off-market deal vetting

4 Successful Vetting Strategies for Off-Market Deals

Off-market deals can be a terrific investment opportunity, often providing access to high-dollar properties that are not listed on any publicly accessible source. This private real estate marketplace is beginning to open up, with opportunities for a wider range of investors to participate.

Once an off-market property has been identified, the work that must be done upfront to evaluate or “vet” the deal is essentially the same. It is important to cover your bases and gather the information you need to make the best decision. This data is available to you, whether the property is officially “for sale” or not.

#1: Do your own property valuation

When considering an off-market investment, it’s important to come to your own conclusions on the value of a property. The timeframe for these deals can be different than with listed properties; it may be the case that a quick sale is important to the owner, or that a more conventional timeframe can be used. Either way, don’t skimp on diligence in valuation, or take the seller’s word on the value of the property.

You’ll want to establish a reasonable price for the property, and know what you’re willing to offer, based on hard facts. Whether you complete this work yourself or have a service gather the information, determine the Net Operating Income for any commercial property you’re considering (income minus operating expenses), and make sure that you can expect a fair rate of return on your investment.

It is often the case that a property is nearly suitable, but will require some modification or renovation after purchase. Evaluate the potential improvements needed on the property, and ask a trusted contractor to price those for you. Include those figures in your financial analysis as an important consideration for developing your offer.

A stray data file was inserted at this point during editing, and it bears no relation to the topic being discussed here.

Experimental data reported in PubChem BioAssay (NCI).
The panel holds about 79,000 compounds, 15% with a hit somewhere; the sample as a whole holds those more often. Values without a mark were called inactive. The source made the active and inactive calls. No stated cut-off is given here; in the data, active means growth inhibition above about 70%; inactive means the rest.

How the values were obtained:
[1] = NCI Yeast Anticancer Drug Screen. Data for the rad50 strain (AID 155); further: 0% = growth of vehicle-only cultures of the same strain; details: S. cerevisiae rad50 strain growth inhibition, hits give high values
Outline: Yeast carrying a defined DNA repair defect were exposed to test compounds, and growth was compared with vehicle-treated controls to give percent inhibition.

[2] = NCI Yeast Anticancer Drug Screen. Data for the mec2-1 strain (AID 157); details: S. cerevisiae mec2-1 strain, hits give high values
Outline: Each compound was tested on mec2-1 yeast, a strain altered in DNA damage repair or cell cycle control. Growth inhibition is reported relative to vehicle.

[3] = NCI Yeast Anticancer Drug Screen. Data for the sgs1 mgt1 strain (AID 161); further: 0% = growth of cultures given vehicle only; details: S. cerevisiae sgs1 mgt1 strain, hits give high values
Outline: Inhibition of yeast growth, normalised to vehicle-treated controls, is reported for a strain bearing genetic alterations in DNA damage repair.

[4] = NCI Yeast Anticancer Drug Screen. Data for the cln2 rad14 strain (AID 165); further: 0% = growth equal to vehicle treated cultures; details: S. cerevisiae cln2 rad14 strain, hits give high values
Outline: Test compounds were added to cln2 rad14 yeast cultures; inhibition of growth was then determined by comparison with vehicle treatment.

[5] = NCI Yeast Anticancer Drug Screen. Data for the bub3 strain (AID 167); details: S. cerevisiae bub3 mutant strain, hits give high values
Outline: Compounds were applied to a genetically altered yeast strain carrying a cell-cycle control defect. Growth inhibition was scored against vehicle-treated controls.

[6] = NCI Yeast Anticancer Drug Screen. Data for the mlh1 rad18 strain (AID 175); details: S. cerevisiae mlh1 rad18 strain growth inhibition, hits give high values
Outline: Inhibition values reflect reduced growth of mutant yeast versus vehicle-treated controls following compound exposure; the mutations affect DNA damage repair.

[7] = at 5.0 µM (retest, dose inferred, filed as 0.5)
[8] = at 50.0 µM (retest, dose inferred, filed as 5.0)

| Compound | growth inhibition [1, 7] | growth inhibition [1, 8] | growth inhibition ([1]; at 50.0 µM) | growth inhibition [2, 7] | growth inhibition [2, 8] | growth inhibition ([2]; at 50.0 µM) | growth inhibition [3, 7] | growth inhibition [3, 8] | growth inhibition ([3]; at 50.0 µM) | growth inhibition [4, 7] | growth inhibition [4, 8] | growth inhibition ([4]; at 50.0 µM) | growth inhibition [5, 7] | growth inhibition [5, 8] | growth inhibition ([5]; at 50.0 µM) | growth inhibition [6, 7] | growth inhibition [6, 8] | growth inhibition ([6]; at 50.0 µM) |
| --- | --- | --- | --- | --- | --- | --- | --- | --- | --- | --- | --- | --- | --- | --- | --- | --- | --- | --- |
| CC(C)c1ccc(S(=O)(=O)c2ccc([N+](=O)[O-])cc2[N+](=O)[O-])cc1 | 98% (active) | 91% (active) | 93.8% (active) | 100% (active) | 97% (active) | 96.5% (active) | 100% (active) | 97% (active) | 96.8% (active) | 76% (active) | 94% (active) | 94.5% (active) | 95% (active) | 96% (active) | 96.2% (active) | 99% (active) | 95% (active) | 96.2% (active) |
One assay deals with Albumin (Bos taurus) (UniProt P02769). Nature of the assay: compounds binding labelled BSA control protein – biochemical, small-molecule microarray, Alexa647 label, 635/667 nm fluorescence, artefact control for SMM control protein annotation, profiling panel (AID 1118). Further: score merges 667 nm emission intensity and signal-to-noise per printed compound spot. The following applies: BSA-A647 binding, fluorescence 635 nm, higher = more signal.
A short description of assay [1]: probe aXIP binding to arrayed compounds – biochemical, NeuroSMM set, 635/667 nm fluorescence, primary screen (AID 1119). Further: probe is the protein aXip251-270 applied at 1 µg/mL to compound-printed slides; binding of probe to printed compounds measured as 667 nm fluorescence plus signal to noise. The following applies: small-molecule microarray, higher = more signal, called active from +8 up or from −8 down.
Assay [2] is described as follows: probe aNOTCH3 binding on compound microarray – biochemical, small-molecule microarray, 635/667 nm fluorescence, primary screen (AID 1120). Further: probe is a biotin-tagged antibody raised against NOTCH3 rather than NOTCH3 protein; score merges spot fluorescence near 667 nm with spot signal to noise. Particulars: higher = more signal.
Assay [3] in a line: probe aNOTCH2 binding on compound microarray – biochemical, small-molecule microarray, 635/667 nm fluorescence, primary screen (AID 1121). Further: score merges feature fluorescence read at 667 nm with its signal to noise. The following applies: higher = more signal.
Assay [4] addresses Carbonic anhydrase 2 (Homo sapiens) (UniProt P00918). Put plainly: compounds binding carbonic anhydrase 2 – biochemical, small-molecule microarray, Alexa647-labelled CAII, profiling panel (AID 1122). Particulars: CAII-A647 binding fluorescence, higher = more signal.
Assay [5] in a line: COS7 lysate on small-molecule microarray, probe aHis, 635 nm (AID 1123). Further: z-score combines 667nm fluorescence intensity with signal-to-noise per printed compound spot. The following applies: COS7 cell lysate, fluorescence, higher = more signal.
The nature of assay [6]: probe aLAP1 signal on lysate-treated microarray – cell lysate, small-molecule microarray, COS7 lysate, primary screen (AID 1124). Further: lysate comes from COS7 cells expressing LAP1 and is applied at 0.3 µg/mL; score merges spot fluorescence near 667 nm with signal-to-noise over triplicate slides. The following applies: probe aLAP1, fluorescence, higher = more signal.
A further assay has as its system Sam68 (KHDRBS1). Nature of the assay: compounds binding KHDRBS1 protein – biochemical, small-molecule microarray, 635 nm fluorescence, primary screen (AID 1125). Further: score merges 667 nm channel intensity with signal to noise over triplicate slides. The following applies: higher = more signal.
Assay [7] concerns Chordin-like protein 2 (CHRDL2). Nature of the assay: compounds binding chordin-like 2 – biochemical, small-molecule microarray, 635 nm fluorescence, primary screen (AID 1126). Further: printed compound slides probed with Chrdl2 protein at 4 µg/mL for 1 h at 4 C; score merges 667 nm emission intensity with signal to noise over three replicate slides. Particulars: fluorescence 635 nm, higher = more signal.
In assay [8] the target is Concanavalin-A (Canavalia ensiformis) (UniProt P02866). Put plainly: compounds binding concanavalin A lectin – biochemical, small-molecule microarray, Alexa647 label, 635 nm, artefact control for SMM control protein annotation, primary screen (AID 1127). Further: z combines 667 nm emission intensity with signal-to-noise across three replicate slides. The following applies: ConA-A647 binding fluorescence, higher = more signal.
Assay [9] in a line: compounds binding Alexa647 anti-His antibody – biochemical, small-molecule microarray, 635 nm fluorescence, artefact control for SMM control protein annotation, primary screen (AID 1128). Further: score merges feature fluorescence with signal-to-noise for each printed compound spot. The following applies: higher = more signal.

#2: Review important documents

Looking into any real estate deal should include a thorough review of relevant documents. Due diligence should include collecting and evaluating these items:

  •         The deed
  •         Information on current tenants/lease terms, etc.
  •         Zoning documents indicating allowable uses of the property
  •         Land and improvement surveys
  •         Copies of any property bills
  •         Service contracts
  •         Any notice of pending legal and/or government action
  •         Environmental assessments
  •         Any special assessments or taxes
  •         Any seller inspections
  •         All construction plans and warranties in the seller’s possession
  •         Current title insurance and other insurance

       

#3: Get independent data

For some property information, it’s necessary to generate new data for yourself. A current land survey and a professional property inspection must be done to ensure that what is being sold accurately reflects the reality on the ground.

Gather information on the market and local trends that may influence the future value of the property.

#4: Know the players

The people involved in a deal are good indicators of its overall quality. Look into the record of the seller or developer of the property. Consider the success of previous projects as well as their reputation. Reach out to colleagues and partners who’ve had dealings with the seller and find out about their qualifications.  If these don’t match your expectations, move on to a property that does.